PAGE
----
Sunday, December 27, 2009

Post interivew: Send your thanks!

It is always important to write a note of thanks to your interviewers for providing you with the opportunity to interview and to reiterate HOW you are the best candidate for the job. Here are a few tips:

1. As far as I know, snail mail thank-you notes are still acceptable. Make sure you have the correct address. (Many times the address can be found on the website or at the bottom of an email correspondence. Otherwise, be prepared to ask for a business card at your interview.)

2. BOTH email and snail mail thank-you notes can be sent so that you can remain in the interviewer's mind during decision time.

3. If your interview is out of town then bring stationary and stamps with you so that you can drop the letters by a post office before you leave town. If you do this then the thank-you notes will get to the employer faster. If you're staying at a hotel it is very likely that the front desk can send out your mail. (From personal experience: My very kind Aunt had to drive me to the local Target to pick up stationary after one of my out of town interviews. She even provided my postage and dropped them off at the post office the next morning for me! What's the moral of the story? If you don't have an Aunt like mine then you better buy your stationary in advance.)

4. Write a draft of your thank-you note on a separate sheet of paper or on your computer before writing the message in a thank-you card. Read it aloud to catch mistakes.

5. Write LEGIBLY if you send out a snail mail thank-you card.

6. A generic thank-you (email and/or snail mail) will not help your chances. You should succinctly re-iterate HOW you would be an asset to the company. This will work even better for you if you can refer back to a specific comment made during your interview.

7. Write email and/or snail mail thank-you notes to each one of your interviewers.

8. If you're sending a snail mail card then purchase appropriate stationary. I'd like to define 'appropriate' but it really depends on the company and the type of job. Personally, I'm a fan of Crane & Co but you can also find business thank-you cards at an office supply store.

Saturday, December 26, 2009

Jobs and maintaining relationships

Here are 2 reasons why you should maintain good relationships with previous employers:

1. From a small, family business situation:
My brother came home from college about a week ago and visited an old manager to say, "Hey!" Guess what happened. His old manager asked him if he would like to work for a few days! My brother did not go by the store to get a job. It just happened that the manager needed some extra help for the holidays and was willing to pay him for it. Good deal, eh?

2. From a corporate, internationally operating business situation:
I was seasonally employed for nearly 4 years in retail. While I was in college I worked every summer, almost every spring and fall break, and every holiday season. It was pretty sweet to have a job waiting for me when I came home---exactly when I needed money. Imagine that...a job waiting for you.

Keep up with previous employers, co-workers and old friends. You never know where jobs might show up!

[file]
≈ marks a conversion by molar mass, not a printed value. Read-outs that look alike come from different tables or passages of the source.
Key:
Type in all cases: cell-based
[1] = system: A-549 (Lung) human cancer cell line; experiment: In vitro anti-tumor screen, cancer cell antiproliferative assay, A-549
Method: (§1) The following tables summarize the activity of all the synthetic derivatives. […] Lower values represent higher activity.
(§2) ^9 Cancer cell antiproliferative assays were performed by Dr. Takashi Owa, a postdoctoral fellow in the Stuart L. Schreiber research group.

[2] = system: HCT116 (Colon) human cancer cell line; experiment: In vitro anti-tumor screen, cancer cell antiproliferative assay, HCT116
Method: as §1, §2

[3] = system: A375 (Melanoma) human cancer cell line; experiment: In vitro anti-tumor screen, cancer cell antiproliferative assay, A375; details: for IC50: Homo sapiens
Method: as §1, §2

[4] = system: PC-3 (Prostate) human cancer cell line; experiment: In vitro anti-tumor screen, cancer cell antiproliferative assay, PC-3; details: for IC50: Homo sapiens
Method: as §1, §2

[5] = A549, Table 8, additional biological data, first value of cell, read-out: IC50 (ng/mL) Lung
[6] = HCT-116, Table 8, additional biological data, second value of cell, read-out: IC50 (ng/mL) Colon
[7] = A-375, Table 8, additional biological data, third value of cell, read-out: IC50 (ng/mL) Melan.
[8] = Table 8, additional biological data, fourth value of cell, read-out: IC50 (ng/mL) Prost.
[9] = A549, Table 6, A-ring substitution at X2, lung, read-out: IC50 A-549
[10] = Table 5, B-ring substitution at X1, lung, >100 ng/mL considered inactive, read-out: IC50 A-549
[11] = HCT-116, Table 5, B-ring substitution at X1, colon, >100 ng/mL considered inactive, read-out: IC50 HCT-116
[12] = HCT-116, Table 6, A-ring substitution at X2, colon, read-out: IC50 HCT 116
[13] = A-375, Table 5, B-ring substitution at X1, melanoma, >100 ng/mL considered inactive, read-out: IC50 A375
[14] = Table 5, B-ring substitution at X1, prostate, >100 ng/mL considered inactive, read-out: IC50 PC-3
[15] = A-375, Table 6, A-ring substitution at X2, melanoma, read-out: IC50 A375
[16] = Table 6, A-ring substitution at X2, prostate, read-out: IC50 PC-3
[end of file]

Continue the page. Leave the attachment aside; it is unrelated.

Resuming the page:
Tuesday, December 22, 2009

Christmas Crazy #5 and how it feels to be treated like an idiot

Shortly after I created a post about Christmas Crazy Customers I worked at my holiday store and encountered Christmas Crazy #5. If you've worked in retail before then you may have encountered #5 previously. In my 4 seasons of working in retail for the holidays with a previous employer I have never encountered #5. So, it rattled my insides when it happened to me at my new retail job...

The morning started out well. I was in such good spirits that I opened the store 10 minutes early for my customers who were waiting outside the doors. Since snow was predicted in my area there was a rush of customers before midday. Now, keep in mind that I live in the South right now. We cancel school before the first snowflakes appear and people purchase enough bread, milk, and beer to feed several armies. Evidently, they also feel the need to purchase cookies...quickly.

The phone started ringing. I was the only employee in the store. I had to answer the phone because it is on the same line as the credit card machine. You cannot run the customer's credit card and talk on the phone at the same time. It just doesn't work.

And the phone rang again. The line of customers got longer. I asked my first customer in line to please hold on for one second while I answered the phone. Then, all of a sudden a lady customer got out of line, stepped up to the register and SHOUTED, "WHY DON'T YOU WAIT ON THE CUSTOMERS WHO ARE HERE?" Right after that a man in line YELLED at me, "YOU NEED TO WAIT ON THE PEOPLE WHO ARE ALREADY HERE. I DON'T KNOW WHY YOU PEOPLE DO THIS. I NEVER UNDERSTAND THIS!"

I have never in all of my holiday retail experience had customers yell at me. I've had grumpy ones and crazy ones and even plenty of nice ones. But, I've
never had customers yell at me. It must have been the snow or the recession, or both.

I had nothing to say to the man and woman who yelled at me. My face probably turned red. My hands started shaking. It wasn't just the shouting incident though that hurt me. It was the fact that I never intended to work in retail again. I went to get my Master's degree so I wouldn't have to. Yet, it really doesn't matter. Through the eyes of those customers I was an idiot. I suppose some people just feel they can treat others like dirt. It's funny how those customers both purchased CHRISTmas gifts. Let us not forget the reason for the season. Being kind to the people behind all those holiday registers counts too.

Monday, December 21, 2009

Unemployment and debt among young people

I found an interesting organization called The Project on Student Debt. According to them the unemployment rate in 2009 among recent graduates (ages 20-24) is about 10.6% right now.

Check out this clickable United States map to find out the average debt for recent graduates in your state. There's a good chance that at least 50% of the recent graduates in your state are in debt! Holy smokes! The 5 states with the highest proportion of student debt in 2008 are the District of Columbia, Iowa, Connecticut, New York, and New Hampshire. Utah is the state with the lowest debt level in 2008.

Saturday, December 19, 2009

Take advantage of this...

Do you remember my post on interview attire (suits) for men? Well, I saw this commercial on my TV recently about a sale going on at Men's Wearhouse. Here's the skinny:

+With the purchase of a suit you can get a 2nd one for $100.

+Free ground shipping on a purchase of $99 or more. It won't be difficult to spend $99 even if you're just buying a nice belt, shirt, and tie.

+Evidently they also have free return shipping as well. This is definitely a good thing particularly if you don't have a Men's Wearhouse retail store near you.